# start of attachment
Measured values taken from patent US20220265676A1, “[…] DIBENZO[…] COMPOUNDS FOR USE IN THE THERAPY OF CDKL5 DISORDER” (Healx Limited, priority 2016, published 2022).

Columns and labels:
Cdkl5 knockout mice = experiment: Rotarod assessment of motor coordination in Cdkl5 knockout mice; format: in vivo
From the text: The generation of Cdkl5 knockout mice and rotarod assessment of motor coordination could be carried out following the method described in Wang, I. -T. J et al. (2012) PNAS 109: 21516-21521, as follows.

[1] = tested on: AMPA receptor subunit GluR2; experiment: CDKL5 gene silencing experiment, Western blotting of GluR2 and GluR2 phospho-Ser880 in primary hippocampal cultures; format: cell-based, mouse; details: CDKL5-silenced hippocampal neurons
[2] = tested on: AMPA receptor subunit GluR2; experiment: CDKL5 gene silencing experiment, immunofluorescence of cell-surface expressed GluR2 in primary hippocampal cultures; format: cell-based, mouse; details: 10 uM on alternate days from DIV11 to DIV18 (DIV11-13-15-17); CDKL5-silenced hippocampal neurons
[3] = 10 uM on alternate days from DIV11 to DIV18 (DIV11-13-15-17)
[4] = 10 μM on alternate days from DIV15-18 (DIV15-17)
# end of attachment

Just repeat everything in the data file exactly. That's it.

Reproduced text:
Measured values taken from patent US20220265676A1, “[…] DIBENZO[…] COMPOUNDS FOR USE IN THE THERAPY OF CDKL5 DISORDER” (Healx Limited, priority 2016, published 2022).

Columns and labels:
Cdkl5 knockout mice = experiment: Rotarod assessment of motor coordination in Cdkl5 knockout mice; format: in vivo
From the text: The generation of Cdkl5 knockout mice and rotarod assessment of motor coordination could be carried out following the method described in Wang, I. -T. J et al. (2012) PNAS 109: 21516-21521, as follows.

[1] = tested on: AMPA receptor subunit GluR2; experiment: CDKL5 gene silencing experiment, Western blotting of GluR2 and GluR2 phospho-Ser880 in primary hippocampal cultures; format: cell-based, mouse; details: CDKL5-silenced hippocampal neurons
[2] = tested on: AMPA receptor subunit GluR2; experiment: CDKL5 gene silencing experiment, immunofluorescence of cell-surface expressed GluR2 in primary hippocampal cultures; format: cell-based, mouse; details: 10 uM on alternate days from DIV11 to DIV18 (DIV11-13-15-17); CDKL5-silenced hippocampal neurons
[3] = 10 uM on alternate days from DIV11 to DIV18 (DIV11-13-15-17)
[4] = 10 μM on alternate days from DIV15-18 (DIV15-17)